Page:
Princeton Students Study Health Care in Urban New Jersey
Dec 9, 2013, 12:30 PM, Posted by Christine Nieves
Recently, I heard through our grantee at Princeton University that a group of students was organizing a weeklong trip to meet with people working to improve health care in urban New Jersey. The students asked to meet with program staff at the Foundation to get recommendations regarding people to meet and key questions to ask, and we obliged. After their trip, we wanted to hear how things had gone, so I reached out via email. I found their curiosity energizing, and hope you do, too.
Why are you interested in health care?
Azza Cohen: My interest in health care was sparked when I began an internship at Medline Industries, Inc. in the summer of 2011...Then, while living and working in India through Princeton’s Bridge Year Program, I saw the paradox of health in the developing world, where technology pushes forward while basic health needs remain unmet.
Justin Ziegler: While I'm not sure what field I want to go into, I know that I want to do something that is meaningful—and health care impacts absolutely everybody.
What was the most interesting conversation you had on this trip?
Ziegler: We had an opportunity to talk with Chris Paladino and Sarah Clarke of DEVCO... They recently completed a landmark project in New Brunswick called the Wellness Plaza, which includes a Robert Wood Johnson Fitness and Wellness Center and a Fresh Grocer. They were able to extend subsidized affordable memberships to New Brunswick residents, making the fitness center accessible to everyone. The Fresh Grocer was the first grocer brought to New Brunswick in 80 years, and the first major supermarket brought to an urban area in New Jersey for two decades. It was simply remarkable having the opportunity to talk to two incredible people who have effected this change.
Cohen: We were lucky to meet with Dr. Ruth Perry, who is leading the Trenton Health Team to make real, positive change for area residents. While we were interviewing her for our video, she talked about how sickness is really a “manifestation of a social problem.” (She also said that) health is more than the absence of illness, treatment is more than medications and health care is more than a relationship between a hospital and an insurance company.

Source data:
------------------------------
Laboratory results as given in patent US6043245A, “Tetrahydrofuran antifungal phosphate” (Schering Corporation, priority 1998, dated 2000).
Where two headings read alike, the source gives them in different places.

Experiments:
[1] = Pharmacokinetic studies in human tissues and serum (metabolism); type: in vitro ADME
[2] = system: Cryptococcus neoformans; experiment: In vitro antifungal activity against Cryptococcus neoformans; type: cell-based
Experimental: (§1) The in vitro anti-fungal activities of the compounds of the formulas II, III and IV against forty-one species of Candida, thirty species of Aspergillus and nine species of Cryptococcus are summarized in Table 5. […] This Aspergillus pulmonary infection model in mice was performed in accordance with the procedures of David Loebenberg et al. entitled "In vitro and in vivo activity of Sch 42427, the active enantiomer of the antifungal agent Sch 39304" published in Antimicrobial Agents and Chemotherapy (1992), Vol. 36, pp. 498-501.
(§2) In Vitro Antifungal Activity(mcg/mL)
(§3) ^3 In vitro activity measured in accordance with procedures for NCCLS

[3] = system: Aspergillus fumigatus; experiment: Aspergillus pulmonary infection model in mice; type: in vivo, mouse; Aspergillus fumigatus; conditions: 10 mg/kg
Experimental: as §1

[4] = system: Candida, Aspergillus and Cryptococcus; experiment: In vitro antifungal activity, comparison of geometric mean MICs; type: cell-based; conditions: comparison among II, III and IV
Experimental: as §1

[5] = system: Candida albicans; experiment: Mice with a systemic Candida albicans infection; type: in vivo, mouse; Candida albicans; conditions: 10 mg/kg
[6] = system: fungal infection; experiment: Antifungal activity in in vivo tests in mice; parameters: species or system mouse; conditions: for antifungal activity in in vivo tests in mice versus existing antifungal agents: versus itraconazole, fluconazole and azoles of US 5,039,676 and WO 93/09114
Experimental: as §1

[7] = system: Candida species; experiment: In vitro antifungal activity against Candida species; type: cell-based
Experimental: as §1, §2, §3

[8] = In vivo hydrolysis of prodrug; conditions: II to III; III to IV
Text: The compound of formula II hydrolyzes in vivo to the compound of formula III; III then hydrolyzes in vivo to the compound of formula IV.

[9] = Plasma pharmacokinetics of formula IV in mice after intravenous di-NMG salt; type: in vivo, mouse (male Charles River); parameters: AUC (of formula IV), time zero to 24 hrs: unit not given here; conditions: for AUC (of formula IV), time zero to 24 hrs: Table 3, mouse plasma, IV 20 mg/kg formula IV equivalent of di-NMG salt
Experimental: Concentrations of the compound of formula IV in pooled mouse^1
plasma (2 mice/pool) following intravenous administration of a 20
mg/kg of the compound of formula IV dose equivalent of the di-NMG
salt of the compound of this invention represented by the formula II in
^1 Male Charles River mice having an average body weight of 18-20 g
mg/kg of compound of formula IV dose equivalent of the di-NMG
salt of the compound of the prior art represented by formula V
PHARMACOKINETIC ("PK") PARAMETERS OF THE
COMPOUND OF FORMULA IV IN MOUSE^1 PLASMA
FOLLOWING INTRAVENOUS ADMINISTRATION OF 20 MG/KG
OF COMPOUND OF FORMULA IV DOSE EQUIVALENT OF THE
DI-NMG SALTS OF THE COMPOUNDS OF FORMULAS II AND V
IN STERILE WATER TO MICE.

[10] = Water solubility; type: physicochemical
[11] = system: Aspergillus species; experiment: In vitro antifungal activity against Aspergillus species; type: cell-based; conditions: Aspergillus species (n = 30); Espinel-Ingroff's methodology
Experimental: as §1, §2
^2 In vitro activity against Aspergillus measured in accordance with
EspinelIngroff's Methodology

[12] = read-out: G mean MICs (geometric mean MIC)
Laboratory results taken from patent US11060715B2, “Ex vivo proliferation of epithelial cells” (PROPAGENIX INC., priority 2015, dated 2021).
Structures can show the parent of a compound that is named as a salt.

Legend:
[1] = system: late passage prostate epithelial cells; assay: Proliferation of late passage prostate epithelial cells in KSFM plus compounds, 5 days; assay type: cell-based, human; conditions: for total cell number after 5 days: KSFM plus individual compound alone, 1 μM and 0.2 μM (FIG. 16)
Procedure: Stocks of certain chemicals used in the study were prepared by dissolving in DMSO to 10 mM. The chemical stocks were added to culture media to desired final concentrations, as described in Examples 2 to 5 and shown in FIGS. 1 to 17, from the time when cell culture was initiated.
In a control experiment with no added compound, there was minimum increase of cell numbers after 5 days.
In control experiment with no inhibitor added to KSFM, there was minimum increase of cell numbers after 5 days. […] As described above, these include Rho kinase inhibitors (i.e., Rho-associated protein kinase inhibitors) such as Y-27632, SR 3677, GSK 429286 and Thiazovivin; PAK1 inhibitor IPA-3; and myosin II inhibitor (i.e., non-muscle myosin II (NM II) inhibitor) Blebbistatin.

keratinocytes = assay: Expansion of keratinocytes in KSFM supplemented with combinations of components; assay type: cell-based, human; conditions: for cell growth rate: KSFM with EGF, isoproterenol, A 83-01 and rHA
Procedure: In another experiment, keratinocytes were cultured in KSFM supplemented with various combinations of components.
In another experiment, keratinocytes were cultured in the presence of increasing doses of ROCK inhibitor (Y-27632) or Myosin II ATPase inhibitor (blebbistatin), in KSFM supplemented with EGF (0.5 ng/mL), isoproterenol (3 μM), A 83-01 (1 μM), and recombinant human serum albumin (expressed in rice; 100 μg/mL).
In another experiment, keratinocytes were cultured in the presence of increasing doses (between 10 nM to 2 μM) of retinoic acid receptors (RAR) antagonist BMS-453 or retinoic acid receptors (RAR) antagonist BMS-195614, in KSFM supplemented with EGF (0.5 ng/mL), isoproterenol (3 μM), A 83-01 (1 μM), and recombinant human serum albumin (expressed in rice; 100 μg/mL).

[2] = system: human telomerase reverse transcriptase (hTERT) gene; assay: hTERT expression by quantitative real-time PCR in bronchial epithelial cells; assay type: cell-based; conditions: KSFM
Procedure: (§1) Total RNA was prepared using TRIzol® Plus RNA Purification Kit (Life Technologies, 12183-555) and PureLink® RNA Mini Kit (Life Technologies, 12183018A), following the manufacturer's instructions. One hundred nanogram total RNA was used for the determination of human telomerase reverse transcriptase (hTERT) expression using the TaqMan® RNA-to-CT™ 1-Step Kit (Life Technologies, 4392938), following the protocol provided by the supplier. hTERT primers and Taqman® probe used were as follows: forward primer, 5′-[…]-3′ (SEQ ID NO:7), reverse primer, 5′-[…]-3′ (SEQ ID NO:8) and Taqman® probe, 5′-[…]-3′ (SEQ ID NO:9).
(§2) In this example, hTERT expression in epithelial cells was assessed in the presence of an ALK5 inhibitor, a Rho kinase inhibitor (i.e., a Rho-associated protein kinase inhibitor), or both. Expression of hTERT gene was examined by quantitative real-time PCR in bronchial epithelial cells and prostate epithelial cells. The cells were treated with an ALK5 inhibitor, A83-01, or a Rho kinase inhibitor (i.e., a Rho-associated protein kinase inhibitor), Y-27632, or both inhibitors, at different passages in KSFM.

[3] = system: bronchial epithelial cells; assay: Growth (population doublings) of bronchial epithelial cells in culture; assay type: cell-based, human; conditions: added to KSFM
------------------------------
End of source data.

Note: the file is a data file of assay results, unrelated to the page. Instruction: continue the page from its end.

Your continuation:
What book, article, documentary or other piece of media related to health care or creating social change has had the biggest impact on you?
Ziegler: I would say The Innovator's Prescription: A Disruptive Solution for Health Care by Clayton M. Christensen.
Cohen: Definitely Sorrel King’s Josie’s Story: A Mother’s Inspiring Crusade to Make Medical Care Safe. Mrs. King writes about her daughter’s death as a result of miscommunication and needless mistakes. I admire her strength in telling her story, and the vulnerability with which she tells it. It forced me to reconsider how much I trust this broken system, but also gave me hope that perhaps the simplest solution is promoting better communication between health care workers and patients.
What's the best piece of advice or wisdom you've heard about creating social change?
Cohen: My professor, John Danner, told us, “your greatest enemy is the status quo.” We can’t just complain about the state of health care—we must question it, refashion it, and reform it.
Like I said: Energizing. For more about the students’ weeklong exploration of the New Jersey health system, read their blog and check out the website they created about their trip.
This commentary originally appeared on the RWJF Pioneering Ideas blog.